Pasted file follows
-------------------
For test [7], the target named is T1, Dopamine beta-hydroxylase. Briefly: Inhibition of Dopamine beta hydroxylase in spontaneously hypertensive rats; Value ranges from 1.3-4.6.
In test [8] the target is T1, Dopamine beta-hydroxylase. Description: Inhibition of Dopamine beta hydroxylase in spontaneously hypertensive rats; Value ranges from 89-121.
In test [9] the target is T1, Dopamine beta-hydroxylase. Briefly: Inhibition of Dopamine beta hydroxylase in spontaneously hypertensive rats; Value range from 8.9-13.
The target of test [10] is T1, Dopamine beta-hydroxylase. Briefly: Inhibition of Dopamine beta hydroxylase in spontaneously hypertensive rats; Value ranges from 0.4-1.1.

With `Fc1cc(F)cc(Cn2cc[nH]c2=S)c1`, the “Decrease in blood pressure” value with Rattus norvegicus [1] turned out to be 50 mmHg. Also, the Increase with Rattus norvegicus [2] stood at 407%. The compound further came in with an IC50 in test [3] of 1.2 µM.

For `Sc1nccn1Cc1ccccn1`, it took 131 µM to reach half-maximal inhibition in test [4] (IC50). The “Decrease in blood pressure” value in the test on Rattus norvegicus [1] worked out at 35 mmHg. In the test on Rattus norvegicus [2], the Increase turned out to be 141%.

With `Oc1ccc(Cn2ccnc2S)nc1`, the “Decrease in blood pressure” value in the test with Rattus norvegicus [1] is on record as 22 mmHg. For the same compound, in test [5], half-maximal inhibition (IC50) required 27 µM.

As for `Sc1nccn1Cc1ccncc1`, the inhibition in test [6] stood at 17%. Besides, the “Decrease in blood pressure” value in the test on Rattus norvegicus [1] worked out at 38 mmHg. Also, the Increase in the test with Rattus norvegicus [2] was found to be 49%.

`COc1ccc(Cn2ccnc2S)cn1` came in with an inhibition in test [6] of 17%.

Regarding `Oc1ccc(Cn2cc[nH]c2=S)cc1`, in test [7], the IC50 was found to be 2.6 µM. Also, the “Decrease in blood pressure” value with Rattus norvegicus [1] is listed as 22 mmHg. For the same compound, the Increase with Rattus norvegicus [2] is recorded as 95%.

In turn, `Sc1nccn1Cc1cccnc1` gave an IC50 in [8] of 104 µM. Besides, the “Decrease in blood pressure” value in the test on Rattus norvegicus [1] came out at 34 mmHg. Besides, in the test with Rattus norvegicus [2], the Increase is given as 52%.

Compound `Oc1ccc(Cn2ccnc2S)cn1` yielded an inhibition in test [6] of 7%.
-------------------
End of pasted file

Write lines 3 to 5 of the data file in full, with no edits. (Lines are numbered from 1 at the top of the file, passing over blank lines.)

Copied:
In test [9] the target is T1, Dopamine beta-hydroxylase. Briefly: Inhibition of Dopamine beta hydroxylase in spontaneously hypertensive rats; Value range from 8.9-13.
The target of test [10] is T1, Dopamine beta-hydroxylase. Briefly: Inhibition of Dopamine beta hydroxylase in spontaneously hypertensive rats; Value ranges from 0.4-1.1.

With `Fc1cc(F)cc(Cn2cc[nH]c2=S)c1`, the “Decrease in blood pressure” value with Rattus norvegicus [1] turned out to be 50 mmHg. Also, the Increase with Rattus norvegicus [2] stood at 407%. The compound further came in with an IC50 in test [3] of 1.2 µM.